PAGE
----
8. "How _can they_? since if they prevail against you, they will not regard in their dealing with you, either ties of blood or good faith: With their mouths they content you, but their hearts are averse, and most of them are perverse doers."
9. "They sell the signs of God for a mean price, and turn others aside from his way; of a truth, evil is it that they do!"
10. "They respect not with a believer either ties of blood or good faith; or these are the transgressors!"
11. "Yet if they turn to God and observe prayer, and pay the impost, then are they your brethren in religion: and We make clear the signs for men of knowledge."
12. "But if, after alliance made, they violate their covenant and revile your religion, then do battle with the ringleaders of infidelity—verily there is no faith in them! Haply they will desist."
13. "Will ye not do battle with a people (_the Meccans_) who have broken their covenant and aimed to expel your Apostle and attacked you first? Will ye dread them? God truly is more worthy of your fear if ye are believers!"
14. "Make war on them: By your hands will God chastize them and put them to shame, and give victory over them, and heal the bosom of a people who believe."
36. "... and attack those who join gods with God one and all, as they attack you one and all."--Sura, ix.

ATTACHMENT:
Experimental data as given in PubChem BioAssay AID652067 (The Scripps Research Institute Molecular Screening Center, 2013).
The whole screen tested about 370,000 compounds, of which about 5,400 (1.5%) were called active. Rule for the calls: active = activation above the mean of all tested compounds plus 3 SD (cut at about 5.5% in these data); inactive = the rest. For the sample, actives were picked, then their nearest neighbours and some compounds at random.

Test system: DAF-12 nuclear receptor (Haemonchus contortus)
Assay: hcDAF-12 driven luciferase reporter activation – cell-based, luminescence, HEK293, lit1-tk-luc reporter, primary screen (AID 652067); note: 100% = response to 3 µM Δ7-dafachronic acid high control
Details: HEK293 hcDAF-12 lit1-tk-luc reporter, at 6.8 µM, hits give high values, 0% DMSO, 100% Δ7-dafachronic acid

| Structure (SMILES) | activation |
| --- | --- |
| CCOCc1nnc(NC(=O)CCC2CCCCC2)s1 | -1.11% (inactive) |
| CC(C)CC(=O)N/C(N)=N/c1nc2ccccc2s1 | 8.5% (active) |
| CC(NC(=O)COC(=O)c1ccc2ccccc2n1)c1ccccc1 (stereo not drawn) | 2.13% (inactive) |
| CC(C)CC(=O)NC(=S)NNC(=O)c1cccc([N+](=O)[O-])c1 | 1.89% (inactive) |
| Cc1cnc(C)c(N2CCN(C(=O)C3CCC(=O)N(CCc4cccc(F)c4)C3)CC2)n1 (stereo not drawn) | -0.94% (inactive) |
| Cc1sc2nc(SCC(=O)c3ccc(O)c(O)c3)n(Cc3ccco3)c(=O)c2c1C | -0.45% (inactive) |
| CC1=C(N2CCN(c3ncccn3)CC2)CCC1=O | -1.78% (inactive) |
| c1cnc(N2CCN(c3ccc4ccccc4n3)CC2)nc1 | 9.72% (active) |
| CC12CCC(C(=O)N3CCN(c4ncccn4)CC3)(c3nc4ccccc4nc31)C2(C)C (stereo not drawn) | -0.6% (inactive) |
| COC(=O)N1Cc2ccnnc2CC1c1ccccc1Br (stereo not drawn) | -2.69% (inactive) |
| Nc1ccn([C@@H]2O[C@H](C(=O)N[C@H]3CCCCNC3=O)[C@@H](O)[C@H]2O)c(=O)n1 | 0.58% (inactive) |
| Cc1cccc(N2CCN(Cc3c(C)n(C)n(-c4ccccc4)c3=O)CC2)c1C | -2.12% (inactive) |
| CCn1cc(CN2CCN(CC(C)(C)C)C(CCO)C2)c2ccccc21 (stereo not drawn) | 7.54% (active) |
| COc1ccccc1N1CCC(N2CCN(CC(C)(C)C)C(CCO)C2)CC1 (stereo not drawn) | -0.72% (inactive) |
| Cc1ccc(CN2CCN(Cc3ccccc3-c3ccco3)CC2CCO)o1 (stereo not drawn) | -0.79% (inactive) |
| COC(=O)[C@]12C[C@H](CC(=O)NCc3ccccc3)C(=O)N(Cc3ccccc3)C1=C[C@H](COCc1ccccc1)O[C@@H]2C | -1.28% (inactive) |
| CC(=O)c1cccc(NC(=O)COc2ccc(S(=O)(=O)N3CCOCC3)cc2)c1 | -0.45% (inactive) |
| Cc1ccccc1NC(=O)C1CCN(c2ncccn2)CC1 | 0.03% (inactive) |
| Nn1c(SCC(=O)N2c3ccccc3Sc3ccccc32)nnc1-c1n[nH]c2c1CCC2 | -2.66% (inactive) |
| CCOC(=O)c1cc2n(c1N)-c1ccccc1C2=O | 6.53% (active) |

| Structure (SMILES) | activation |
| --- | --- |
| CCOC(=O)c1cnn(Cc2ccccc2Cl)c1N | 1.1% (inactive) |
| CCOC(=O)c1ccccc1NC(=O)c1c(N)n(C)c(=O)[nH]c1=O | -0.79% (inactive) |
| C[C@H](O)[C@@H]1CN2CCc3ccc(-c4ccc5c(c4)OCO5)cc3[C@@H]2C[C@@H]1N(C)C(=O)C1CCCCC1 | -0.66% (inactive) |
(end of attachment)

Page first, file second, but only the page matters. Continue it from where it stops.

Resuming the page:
[Sidenote: 18. What the above-quoted verses show.]
I need not repeat here what these verses and the facts related above show, that the wars of Mohammad with the Quraish were merely defensive, and the Quraish were the aggressors, and that Mohammad was quite justified in taking up arms against them.
"In the state of nature every man has a right to defend," writes Mr. Edward Gibbon, "by force of arms, his person and his possessions; to repel, or even to repeat, the violence of his enemies, and to extend his hostilities to a reasonable measure of satisfaction and retaliation. In the free society of the Arabs, the duties of subject and citizen imposed a feeble restraint; and Mahommed, in the exercise of a peaceful and benevolent mission, had been despoiled and banished by the injustice of his countrymen." It has been fully shown in the foregoing paragraphs that the Moslems in Mecca enjoyed neither safety nor security. Religious freedom was denied to them, though they were harmless and peaceful members of the community. Besides this they were expelled from their homes, leaving their families and their property in the hands of their persecutors, and were prevented from returning to Mecca, and were refused access to the Sacred Mosque; and, above all, they were attacked by the Meccans in force at Medina.